There is no point in sitting around thinking about getting started.  If you have not made up your mind already, promise yourself, you will do as soon as possible. Commit now, or leave your dreams behind. Begin now, or turn away.

On Humiliation.

Chances come to everyone in life, often on the most unexpected occasions, radiating risk and potential humiliation. Those prepared to stop what they are doing, analyse the risk, act in deadly earnest and bear possible humiliation – those are the “lucky” ones who, when the music stops, will find themselves holding a potful of things.

Anyone can stop what they are doing. A far smaller number develop the ability to analyse risk. And only a minute fraction are ready to bear the humiliation of being made to look a fool.

Common Impediments.

If you are unwilling to fail, sometimes publicly and even catastrophically, you will never get far. If you care what the neighbour thinks, you will never get far.

If you cannot bear the thought of causing worry and concern to your family while you walk the narrow road, you will never get far. If you stay too long working for others, you will never get far.

If you have artistic inclinations and fear the search for wealth will coarsen your talents or degrade them, you will never be rich. If you are not prepared to work longer hours than anyone you know, you will never be rich. If you can not convince yourself that you are good enough to be rich, you will never be rich. If you can not treat your quest to get rich as a game – a silly game with serious rules – you will never be rich.

Start-up capital is just too precious to squander on physical purchases.

Compulsion trumps desire in two ways: intensity and longevity. Those who feel compelled are more likely to focus relentlessly and exclusively on the attainment of a particular goal. They are likely to shrug off repeated failure and return to the fray with pure energy.

Those who merely desire to achieve something, and then attempt it, risk not just failing, they risk undermining their self-belief.

Life is not a rehearsal. It requires a level of discipline and toleration of hardship which is damaging to what most people regard as the purpose of a fulfilled life.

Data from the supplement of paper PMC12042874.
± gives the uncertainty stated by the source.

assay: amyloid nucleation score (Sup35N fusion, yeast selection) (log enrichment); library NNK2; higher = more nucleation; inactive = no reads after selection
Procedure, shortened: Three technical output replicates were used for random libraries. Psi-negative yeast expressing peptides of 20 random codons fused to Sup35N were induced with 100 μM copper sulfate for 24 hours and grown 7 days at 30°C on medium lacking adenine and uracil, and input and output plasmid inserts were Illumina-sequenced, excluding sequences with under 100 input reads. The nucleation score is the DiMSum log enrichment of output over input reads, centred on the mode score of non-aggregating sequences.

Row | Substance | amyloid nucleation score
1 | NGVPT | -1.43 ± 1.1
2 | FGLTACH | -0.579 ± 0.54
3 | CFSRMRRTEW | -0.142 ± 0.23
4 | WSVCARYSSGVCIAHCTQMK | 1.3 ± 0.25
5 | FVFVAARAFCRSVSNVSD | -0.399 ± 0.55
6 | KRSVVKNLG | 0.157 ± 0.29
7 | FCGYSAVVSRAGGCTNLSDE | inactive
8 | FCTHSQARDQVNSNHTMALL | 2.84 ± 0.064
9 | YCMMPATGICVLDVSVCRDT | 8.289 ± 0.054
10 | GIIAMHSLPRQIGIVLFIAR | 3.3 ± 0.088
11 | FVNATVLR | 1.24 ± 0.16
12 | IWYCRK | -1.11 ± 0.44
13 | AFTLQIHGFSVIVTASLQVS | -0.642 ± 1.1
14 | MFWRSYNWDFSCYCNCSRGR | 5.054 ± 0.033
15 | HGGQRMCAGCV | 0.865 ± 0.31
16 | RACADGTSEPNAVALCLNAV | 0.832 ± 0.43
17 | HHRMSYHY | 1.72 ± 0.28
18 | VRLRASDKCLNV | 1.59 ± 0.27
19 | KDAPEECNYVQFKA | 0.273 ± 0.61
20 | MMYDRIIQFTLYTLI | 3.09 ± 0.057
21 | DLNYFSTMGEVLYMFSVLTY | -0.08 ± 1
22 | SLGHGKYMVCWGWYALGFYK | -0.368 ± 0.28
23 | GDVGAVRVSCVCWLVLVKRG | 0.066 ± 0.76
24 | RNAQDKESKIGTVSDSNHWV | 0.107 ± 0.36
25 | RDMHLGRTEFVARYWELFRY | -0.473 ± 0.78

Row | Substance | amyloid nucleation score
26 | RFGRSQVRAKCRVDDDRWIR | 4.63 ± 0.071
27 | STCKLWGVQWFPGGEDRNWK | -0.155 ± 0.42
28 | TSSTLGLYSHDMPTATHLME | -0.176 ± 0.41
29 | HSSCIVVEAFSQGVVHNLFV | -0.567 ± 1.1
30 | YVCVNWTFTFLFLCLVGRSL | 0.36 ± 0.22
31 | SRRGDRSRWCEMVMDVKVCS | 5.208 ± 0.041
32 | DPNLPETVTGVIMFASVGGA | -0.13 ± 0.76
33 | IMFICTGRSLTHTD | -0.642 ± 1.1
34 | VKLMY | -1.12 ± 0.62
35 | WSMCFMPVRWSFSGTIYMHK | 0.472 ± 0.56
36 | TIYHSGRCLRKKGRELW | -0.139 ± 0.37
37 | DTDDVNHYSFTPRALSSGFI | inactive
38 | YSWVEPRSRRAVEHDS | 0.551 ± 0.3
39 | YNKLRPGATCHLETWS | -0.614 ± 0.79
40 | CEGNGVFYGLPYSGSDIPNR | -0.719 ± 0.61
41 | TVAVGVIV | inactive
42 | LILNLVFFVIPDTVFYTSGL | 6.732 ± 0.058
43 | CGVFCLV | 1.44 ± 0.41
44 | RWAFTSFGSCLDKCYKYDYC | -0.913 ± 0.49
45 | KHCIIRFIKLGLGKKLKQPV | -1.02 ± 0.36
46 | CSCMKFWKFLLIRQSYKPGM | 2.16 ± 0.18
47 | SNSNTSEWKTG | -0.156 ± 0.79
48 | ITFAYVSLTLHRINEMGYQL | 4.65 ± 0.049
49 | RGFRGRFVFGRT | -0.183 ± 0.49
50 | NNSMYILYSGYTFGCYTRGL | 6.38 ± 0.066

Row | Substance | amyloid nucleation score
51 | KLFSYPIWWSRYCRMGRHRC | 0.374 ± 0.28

Do not mistake the desire for compulsion. Only you can hear the song of your inner demon.

The fallacy of a Good Idea.

There is a fallacy rooted in the minds of many. Having a great idea is not enough. It is how ideas are executed that counts. Implementation will always trump sentiments, however good those ideas are.

Good ideas are like Nike sport shoes. They may facilitate success for an athlete who possesses them, but on their own, they are nothing but an overpriced pair of sneakers.

Sports shoes don’t win races. Athletes do.

In some instances, a fixation on a great idea can prove hazardous, distracting your attention from the perils and pitfalls you will inevitably encounter on the narrow road.

If you never have a single great idea in your life, but become skilled in executing the incredible views of others, you can succeed beyond your wildest dreams. They do not have to be your ideas – execution is all.

When confronted with a great idea, your reaction should be to scrupulously analyse its commercial potential in the context of your ability to transform into triumph.

Don’t ask for permission before creating.

As Henry Ford pointed out if he’d asked his customers what they wanted before the first Model T rolled off the assembly line, they would have asked him for faster horses that ate less.

Notes read from The Rules of Life by Richard Templar.